– Runaway Climate Change in the Arctic: The CO2 trigger has set off multiple factors such as the water-vapour feedback, the ice-albedo feedback and other positive feedback loops to exponentially accelerate ice loss in the Arctic as shown in the above graphs.
– Increasing Ice-Free Window: As mentioned earlier, September is the month with the least amount of ice and each successive year has seen a smaller and smaller volume of ice at that time. We are approaching the year when September will be ice-free, leaving the door open for the sun’s rays to heat up the ocean and further accelerate ice loss in the Arctic. This is like a burglar getting a foothold in a door that has been cracked open, allowing him to use his crowbar to fully pry open up the door that was once safely closed. An ice-free month of September that will soon open up in 2014 or 2015 will allow the sun’s solar energy to expand that ice-free window year after year after year.
– Accelerating Temperature: The expanding ice-free window described above will accelerate average temperatures upwards year after year after year, intensifying all feedback loops.
– Tundra Impact: Warmer Arctic temperatures flow over the land, melting tundra permafrost and releasing methane as well as activating bacteria which feed on exposed dead vegetation which in turn release even more CO2 and methane. The melting Tundra takes longer to refreeze in Autumn which further decreases snow cover. Melting Tundra releases warm waters which runs off into the northern seas, warming and desalinating shallow coastal surface waters.
– Methane Release: Wave energy, tidal behaviour and storm effects from a warming and increasingly ice-free Arctic are acting to disturb ancient methane deposits at the sea floor. These methane deposits are called “clathrates”, a combination of methane and ice crystals. The warmer the water gets, the more methane is allowed to reach the water’s surface and escape into the atmosphere. Fossil ice filled with ancient plant matter and detritus is also beginning to melt and release methane. The combination of Tundra methane and deep-sea methane escaping into the atmosphere further increases the greenhouse effect, enabling methane release to speed up and create an even more potent greenhouse effect. Thus another runaway feedback process has been activated.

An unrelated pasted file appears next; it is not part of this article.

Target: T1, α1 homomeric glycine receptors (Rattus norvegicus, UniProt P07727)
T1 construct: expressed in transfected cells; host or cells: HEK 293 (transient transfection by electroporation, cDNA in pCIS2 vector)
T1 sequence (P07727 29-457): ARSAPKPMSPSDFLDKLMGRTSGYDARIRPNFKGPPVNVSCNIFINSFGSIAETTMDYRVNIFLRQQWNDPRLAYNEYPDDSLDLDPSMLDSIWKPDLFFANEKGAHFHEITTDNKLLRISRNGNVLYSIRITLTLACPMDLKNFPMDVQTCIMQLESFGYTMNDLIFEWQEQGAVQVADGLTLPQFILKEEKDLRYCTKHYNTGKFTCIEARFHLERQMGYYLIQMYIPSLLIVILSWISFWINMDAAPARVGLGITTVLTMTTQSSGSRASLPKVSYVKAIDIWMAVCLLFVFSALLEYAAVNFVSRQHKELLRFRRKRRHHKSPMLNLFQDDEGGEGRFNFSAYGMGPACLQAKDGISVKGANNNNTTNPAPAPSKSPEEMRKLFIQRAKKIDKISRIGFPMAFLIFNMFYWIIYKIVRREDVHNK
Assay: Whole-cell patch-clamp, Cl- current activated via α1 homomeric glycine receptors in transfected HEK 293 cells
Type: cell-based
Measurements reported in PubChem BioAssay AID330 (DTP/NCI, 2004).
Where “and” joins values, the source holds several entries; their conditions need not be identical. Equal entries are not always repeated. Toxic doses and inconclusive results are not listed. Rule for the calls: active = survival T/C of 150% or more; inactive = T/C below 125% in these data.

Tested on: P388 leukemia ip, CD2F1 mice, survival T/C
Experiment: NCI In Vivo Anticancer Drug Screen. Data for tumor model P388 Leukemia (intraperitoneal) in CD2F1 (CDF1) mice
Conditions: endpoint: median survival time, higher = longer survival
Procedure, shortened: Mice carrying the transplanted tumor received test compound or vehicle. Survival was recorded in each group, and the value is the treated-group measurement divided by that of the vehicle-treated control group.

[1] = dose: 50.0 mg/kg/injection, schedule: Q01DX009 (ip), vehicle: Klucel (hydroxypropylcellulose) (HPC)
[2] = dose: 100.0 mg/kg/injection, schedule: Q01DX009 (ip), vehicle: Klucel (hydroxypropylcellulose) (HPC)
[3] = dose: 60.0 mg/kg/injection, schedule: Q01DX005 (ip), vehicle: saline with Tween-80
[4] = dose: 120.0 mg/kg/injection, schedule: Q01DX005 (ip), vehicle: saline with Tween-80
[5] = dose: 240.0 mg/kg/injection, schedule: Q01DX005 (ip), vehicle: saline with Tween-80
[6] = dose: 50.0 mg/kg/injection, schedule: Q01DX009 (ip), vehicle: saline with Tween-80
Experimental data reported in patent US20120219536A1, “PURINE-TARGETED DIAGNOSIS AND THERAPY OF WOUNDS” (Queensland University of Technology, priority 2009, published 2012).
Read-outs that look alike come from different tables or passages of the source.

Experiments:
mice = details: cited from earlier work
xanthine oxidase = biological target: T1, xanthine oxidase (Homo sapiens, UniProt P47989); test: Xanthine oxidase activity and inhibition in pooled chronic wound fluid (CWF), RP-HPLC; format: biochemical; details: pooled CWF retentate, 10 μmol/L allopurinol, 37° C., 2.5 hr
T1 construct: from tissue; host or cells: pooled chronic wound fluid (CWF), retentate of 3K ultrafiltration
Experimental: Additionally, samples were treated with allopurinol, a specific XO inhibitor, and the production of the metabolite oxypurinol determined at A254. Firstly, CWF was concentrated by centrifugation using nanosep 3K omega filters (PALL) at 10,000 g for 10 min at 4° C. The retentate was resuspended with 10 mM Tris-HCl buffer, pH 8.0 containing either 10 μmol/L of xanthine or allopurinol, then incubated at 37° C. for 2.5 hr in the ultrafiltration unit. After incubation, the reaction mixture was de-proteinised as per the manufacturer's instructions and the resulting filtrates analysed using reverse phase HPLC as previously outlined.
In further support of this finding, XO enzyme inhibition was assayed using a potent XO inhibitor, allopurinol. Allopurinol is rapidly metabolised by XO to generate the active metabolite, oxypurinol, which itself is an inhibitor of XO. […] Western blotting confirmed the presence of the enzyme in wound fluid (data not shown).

– Melting Greenland Ice-Cap: The melting is accelerating and releasing water into the glacial cracks and down into the base of the ice sheet, enabling the calving of glaciers and discharge of icebergs into the sea.
…So the collapse of the ice-sheet could become exponential and could happen quite quickly. As that occurs, large quantities of cold fresh water are discharged into the North Atlantic and that can have significant effects on the drivers of the Gulf Stream, the thermohaline circulation. As that slows down (and we would expect it to under these conditions) then the heat that at presently comes via ocean currents to the north- western seaboard of Europe begins to decline. In a strange anomaly, the rate of change of temperature in north-west Europe will slow down as Arctic temperatures climb.